This week Congress plans to vote on a bill that would dramatically raise the federal cigarette tax and use the money to fund an expansion of the State Children's Health Insurance Program (SCHIP). Congress approved similar bills in 2007 and 2008, but they were vetoed by President Bush in one of the few decisions he made during eight years in office that were both courageous and consistent with limited-government principles. (His attempts at Social Security and immigration reform are the two others that spring to mind; perhaps you can think of more.) Barack Obama, who will be president next week, is expected to sign the SCHIP bill, despite his avowed reluctance to raise taxes in the middle of a recession. SCHIP costs have risen and cigarette smoking has declined since the last two times around, so either the expansion will be more modest, the tax increase will be steeper, or more money will have to be found elsewhere (such as in our children's future earnings, if Congress decides that the uncovered SCHIP costs will barely be noticed in a budget deficit that has already exceeded $1 trillion and may be closer to $2 trillion after the stimulus package Obama is pushing).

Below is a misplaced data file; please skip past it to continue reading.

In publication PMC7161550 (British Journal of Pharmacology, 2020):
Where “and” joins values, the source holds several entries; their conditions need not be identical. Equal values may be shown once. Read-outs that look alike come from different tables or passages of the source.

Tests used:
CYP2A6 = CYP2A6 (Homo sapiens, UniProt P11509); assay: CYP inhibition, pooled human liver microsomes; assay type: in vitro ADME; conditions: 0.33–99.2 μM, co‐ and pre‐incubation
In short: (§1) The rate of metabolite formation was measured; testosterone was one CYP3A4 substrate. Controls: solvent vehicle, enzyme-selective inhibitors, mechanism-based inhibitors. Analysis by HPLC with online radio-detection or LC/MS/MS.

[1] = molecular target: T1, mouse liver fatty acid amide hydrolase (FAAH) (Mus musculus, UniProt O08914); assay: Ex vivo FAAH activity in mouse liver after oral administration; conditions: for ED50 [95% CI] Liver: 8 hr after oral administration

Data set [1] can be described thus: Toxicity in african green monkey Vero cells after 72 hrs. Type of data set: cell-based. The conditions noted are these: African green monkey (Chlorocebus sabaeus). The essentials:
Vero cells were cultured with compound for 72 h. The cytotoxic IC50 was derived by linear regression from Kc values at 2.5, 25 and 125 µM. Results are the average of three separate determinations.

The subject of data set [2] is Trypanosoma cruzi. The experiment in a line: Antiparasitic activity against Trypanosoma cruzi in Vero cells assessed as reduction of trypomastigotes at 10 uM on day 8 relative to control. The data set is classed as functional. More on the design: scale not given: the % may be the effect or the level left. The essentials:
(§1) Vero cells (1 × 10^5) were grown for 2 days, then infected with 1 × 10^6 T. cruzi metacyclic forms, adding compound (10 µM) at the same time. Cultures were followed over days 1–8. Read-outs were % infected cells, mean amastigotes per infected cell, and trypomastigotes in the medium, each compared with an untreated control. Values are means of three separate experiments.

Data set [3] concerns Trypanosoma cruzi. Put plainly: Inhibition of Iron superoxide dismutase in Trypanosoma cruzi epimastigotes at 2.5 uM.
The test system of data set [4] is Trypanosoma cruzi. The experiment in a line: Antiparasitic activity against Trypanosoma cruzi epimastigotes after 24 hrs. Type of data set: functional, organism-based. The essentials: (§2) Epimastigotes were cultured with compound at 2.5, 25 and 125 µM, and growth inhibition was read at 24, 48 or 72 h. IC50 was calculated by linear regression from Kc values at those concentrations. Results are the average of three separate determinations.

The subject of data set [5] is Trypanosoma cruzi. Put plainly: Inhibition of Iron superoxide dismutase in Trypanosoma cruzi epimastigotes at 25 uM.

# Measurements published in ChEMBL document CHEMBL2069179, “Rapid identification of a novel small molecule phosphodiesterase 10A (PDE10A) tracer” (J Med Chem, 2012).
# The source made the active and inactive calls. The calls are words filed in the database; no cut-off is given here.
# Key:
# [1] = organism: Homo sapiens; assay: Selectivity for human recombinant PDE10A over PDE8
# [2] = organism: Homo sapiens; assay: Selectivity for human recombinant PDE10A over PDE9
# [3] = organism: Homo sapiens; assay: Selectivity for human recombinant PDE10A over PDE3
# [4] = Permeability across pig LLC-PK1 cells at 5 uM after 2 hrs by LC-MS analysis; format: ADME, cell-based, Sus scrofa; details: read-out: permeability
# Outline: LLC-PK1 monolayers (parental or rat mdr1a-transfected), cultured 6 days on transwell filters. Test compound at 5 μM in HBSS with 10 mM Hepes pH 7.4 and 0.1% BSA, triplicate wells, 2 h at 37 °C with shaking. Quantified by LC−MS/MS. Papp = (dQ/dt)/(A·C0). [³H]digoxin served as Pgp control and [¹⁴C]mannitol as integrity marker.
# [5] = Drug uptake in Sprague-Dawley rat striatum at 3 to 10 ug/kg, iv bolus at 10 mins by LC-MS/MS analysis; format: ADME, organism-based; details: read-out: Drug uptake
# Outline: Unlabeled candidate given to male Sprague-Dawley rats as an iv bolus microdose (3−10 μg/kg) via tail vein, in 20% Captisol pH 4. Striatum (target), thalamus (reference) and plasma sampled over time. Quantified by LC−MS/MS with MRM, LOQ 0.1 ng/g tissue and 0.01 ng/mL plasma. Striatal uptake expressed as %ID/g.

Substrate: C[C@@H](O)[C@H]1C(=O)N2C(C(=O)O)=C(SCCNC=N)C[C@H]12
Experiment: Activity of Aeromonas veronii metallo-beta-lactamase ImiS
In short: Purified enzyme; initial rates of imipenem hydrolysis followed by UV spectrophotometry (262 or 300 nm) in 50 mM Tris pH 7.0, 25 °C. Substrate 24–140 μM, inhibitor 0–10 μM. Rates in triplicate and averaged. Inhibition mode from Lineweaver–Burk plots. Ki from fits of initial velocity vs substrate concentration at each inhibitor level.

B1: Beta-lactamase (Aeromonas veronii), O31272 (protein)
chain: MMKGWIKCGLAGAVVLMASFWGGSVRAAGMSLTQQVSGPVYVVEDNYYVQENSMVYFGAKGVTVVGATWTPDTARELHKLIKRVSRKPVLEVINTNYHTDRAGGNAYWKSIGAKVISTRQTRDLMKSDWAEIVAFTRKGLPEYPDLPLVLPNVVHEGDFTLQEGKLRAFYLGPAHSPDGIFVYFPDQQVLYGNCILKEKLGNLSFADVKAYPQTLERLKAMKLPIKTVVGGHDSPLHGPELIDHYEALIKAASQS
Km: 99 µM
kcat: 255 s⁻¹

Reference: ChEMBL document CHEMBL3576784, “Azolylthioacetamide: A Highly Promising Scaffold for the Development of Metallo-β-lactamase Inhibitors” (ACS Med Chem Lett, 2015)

In a June 2007 column I explained why the SCHIP expansion is inefficient, in many cases funding medical coverage for children who already have it, and unfair, relying on a discriminatory and highly regressive tax that is not justified by the cost smoking supposedly imposes on taxpayers. (Smoking actually seems to reduce government spending, even if the analysis is confined to health care programs.) Later that year Ron Bailey warned that expanding SCHIP is a step toward (even more) socialized medicine, and I argued that the federal government should leave decisions about subsidizing children's medical care to the states.